There is no greater, nor more legitimate, primary responsibility of any government than to protect its citizens. And, no greater condemnation awaits that government that fails to, risking millions then perishing needlessly. We all need to demand renewed public Civil Defense training and the media needs to spotlight it by questioning officials and politicians, until the government corrects this easily avoidable, but fatal vulnerability.

In the meantime, though, don’t wait around for the government to instruct and prepare your own family and community. Educate yourself today and begin establishing your own family nuclear survival preparations by reading the free nuke prep primer…

Then, post links to, or pass copies of, this ‘Good News’ article to friends, neighbors, relatives, fellow workers, churches and community organizations with a brief note attached saying simply: “We hope/pray we never need this, but just-in-case, keep it handy!” Few nowadays will find that approach alarmist and you’ll be pleasantly surprised at how many are truly grateful.

Everyone should also forward copies to their local, state and federal elected representatives, as well as your own communities first-responders and local media, all to help spread this good news that’s liberating American families from their paralyzing and potentially fatal myths of nuclear un-survivability!

Bottom Line: We could easily reduce by 90% the lethality of all Chinese, Russian, N Korean and Iranian missiles, and any terrorist nukes, too, quick as the public is trained up in blast & fallout Civil Defense basics again. And, that is very good news!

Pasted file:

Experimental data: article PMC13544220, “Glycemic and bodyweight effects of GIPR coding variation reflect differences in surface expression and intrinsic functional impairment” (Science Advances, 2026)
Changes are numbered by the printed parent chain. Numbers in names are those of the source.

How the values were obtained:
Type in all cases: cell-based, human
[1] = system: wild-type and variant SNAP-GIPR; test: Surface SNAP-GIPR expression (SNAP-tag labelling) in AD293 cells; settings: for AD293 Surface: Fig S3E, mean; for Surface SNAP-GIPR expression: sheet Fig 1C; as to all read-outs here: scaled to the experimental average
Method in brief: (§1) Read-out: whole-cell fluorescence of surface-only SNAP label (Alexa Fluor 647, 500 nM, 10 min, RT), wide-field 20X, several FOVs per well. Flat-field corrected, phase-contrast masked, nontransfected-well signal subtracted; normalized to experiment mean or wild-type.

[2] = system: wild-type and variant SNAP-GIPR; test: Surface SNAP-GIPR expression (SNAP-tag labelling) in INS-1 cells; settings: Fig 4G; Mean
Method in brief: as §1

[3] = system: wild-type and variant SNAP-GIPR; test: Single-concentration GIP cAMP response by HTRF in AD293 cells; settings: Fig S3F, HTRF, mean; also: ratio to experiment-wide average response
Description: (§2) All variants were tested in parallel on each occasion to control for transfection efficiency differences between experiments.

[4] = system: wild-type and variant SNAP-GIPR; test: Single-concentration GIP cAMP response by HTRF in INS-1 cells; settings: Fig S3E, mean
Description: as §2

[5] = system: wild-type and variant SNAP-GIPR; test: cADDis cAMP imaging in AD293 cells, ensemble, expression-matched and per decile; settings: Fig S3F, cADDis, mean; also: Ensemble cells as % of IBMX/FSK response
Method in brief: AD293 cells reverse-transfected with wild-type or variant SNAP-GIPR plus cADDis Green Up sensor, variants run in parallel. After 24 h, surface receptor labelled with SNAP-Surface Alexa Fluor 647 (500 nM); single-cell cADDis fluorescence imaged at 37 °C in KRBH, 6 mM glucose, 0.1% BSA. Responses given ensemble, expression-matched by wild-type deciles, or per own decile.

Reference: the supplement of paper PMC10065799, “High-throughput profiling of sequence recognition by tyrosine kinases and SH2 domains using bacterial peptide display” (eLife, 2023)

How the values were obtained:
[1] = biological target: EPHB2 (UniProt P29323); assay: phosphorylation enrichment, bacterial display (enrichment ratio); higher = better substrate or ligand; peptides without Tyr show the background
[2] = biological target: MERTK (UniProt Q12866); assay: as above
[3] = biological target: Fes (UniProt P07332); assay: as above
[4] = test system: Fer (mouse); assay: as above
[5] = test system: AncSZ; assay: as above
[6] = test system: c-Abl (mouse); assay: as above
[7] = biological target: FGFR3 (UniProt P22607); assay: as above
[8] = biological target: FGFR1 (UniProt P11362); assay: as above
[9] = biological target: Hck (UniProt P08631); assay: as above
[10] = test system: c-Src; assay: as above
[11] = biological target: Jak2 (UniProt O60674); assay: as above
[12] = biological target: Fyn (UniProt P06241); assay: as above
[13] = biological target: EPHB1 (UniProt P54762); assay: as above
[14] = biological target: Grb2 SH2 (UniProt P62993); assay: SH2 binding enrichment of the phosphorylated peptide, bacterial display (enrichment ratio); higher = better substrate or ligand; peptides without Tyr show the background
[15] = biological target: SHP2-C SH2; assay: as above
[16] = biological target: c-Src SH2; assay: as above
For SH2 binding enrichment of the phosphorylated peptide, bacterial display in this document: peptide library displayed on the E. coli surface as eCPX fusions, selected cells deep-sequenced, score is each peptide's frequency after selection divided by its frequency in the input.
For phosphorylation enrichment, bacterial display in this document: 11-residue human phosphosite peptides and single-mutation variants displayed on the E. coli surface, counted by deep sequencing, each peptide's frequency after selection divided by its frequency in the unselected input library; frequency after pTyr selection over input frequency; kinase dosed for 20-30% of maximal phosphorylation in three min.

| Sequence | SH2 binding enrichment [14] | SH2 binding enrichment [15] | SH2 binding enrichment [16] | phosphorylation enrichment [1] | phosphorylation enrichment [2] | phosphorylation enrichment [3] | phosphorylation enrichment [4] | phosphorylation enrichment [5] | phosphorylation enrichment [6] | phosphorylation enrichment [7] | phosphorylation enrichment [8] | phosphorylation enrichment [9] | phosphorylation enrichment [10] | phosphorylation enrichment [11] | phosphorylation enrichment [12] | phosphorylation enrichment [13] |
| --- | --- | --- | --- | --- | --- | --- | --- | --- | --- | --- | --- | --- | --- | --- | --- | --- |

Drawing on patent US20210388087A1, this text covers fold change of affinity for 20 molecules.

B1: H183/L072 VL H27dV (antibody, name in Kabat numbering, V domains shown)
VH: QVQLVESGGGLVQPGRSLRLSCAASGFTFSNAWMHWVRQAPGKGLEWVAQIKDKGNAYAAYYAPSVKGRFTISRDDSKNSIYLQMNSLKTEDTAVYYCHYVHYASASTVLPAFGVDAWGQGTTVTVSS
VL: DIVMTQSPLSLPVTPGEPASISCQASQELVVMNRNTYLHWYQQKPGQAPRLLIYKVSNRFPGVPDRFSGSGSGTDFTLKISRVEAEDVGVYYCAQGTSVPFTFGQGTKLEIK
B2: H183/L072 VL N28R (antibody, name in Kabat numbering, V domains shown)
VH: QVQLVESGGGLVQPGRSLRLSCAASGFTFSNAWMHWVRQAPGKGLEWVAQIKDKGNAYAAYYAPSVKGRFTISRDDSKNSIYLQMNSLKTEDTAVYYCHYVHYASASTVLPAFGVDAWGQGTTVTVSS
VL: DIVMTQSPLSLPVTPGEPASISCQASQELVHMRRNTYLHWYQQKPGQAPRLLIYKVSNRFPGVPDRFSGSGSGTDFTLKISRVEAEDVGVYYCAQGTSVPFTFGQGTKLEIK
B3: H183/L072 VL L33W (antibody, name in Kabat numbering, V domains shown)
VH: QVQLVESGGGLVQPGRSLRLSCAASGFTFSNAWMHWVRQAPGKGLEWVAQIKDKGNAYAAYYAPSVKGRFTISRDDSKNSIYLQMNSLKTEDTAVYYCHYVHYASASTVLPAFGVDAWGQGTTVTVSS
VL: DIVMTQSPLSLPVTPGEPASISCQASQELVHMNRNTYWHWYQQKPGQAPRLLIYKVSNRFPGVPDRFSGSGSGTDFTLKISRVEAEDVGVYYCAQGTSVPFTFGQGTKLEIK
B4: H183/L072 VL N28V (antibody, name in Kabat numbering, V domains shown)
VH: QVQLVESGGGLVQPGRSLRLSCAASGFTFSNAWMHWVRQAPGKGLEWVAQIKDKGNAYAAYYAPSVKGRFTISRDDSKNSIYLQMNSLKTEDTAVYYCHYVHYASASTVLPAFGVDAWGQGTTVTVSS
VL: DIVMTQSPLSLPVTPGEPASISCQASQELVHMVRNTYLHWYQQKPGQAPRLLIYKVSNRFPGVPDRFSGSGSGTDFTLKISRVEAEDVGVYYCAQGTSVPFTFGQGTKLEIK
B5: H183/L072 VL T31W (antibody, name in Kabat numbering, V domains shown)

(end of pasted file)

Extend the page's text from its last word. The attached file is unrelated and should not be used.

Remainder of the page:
Other useful resources:Pentagon-Winter

Survival MD (Best Post Collapse First Aid Survival Guide Ever)

Backyard Innovator (A Self Sustaining Source Of Fresh Meat,Vegetables And Clean Drinking Water)

Blackout USA (EMP survival and preparedness)

Conquering the coming collapse (Financial advice and preparedness )

Liberty Generator (Build and make your own energy source)

Backyard Liberty (Easy and cheap DIY Aquaponic system to grow your organic and living food bank)

Bullet Proof Home (A Prepper’s Guide in Safeguarding a Home )

Family Self Defense (Best Self Defense Strategies For You And Your Family)

Sold Out After Crisis (Best 37 Items To Hoard For A Long Term Crisis)



Shane Connor is the CEO of www.ki4u.com.
Consultants & developers of Civil Defense solutions to Govt, NPO’s and Individual Families.

We’ve been promoting Nuclear Civil Defense Training of the public for well over a decade!
See where our proposal was voted & ranked #1 a year before Fukushima, here at…